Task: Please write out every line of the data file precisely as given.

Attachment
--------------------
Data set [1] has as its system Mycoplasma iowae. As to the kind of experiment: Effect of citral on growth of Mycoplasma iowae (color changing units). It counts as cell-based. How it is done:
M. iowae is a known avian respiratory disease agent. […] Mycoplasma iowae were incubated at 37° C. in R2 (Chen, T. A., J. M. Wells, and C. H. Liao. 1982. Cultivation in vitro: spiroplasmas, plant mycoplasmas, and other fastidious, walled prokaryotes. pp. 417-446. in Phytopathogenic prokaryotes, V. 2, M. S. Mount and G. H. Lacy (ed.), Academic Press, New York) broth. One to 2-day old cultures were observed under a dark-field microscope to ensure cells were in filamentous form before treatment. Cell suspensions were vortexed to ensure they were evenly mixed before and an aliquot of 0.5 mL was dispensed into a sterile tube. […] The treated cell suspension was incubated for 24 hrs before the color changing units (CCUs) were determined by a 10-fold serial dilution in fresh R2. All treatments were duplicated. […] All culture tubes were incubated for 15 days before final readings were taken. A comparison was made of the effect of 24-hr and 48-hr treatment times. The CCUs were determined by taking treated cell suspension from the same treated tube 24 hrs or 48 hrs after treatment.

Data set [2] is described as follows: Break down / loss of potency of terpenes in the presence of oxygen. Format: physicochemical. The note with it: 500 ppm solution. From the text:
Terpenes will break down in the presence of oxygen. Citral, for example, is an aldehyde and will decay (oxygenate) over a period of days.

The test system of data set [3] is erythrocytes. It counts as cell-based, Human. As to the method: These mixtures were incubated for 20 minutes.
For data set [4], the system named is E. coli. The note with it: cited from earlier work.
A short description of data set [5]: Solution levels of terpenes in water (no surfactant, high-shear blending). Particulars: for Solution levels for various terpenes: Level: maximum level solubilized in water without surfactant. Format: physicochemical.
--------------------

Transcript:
Data set [1] has as its system Mycoplasma iowae. As to the kind of experiment: Effect of citral on growth of Mycoplasma iowae (color changing units). It counts as cell-based. How it is done:
M. iowae is a known avian respiratory disease agent. […] Mycoplasma iowae were incubated at 37° C. in R2 (Chen, T. A., J. M. Wells, and C. H. Liao. 1982. Cultivation in vitro: spiroplasmas, plant mycoplasmas, and other fastidious, walled prokaryotes. pp. 417-446. in Phytopathogenic prokaryotes, V. 2, M. S. Mount and G. H. Lacy (ed.), Academic Press, New York) broth. One to 2-day old cultures were observed under a dark-field microscope to ensure cells were in filamentous form before treatment. Cell suspensions were vortexed to ensure they were evenly mixed before and an aliquot of 0.5 mL was dispensed into a sterile tube. […] The treated cell suspension was incubated for 24 hrs before the color changing units (CCUs) were determined by a 10-fold serial dilution in fresh R2. All treatments were duplicated. […] All culture tubes were incubated for 15 days before final readings were taken. A comparison was made of the effect of 24-hr and 48-hr treatment times. The CCUs were determined by taking treated cell suspension from the same treated tube 24 hrs or 48 hrs after treatment.

Data set [2] is described as follows: Break down / loss of potency of terpenes in the presence of oxygen. Format: physicochemical. The note with it: 500 ppm solution. From the text:
Terpenes will break down in the presence of oxygen. Citral, for example, is an aldehyde and will decay (oxygenate) over a period of days.

The test system of data set [3] is erythrocytes. It counts as cell-based, Human. As to the method: These mixtures were incubated for 20 minutes.
For data set [4], the system named is E. coli. The note with it: cited from earlier work.
A short description of data set [5]: Solution levels of terpenes in water (no surfactant, high-shear blending). Particulars: for Solution levels for various terpenes: Level: maximum level solubilized in water without surfactant. Format: physicochemical.